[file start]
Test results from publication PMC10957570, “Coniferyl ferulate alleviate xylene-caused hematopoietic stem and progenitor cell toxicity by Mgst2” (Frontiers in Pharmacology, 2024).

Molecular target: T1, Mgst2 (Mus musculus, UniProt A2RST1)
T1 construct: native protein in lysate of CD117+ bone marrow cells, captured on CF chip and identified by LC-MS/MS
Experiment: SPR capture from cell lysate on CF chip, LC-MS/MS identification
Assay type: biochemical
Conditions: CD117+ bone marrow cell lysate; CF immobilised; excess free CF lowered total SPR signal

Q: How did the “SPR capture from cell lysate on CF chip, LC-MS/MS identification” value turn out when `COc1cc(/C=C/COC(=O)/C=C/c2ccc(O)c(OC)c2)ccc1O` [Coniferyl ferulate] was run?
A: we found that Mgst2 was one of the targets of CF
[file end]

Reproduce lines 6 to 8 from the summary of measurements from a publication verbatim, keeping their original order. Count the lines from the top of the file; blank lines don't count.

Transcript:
Conditions: CD117+ bone marrow cell lysate; CF immobilised; excess free CF lowered total SPR signal

Q: How did the “SPR capture from cell lysate on CF chip, LC-MS/MS identification” value turn out when `COc1cc(/C=C/COC(=O)/C=C/c2ccc(O)c(OC)c2)ccc1O` [Coniferyl ferulate] was run?
A: we found that Mgst2 was one of the targets of CF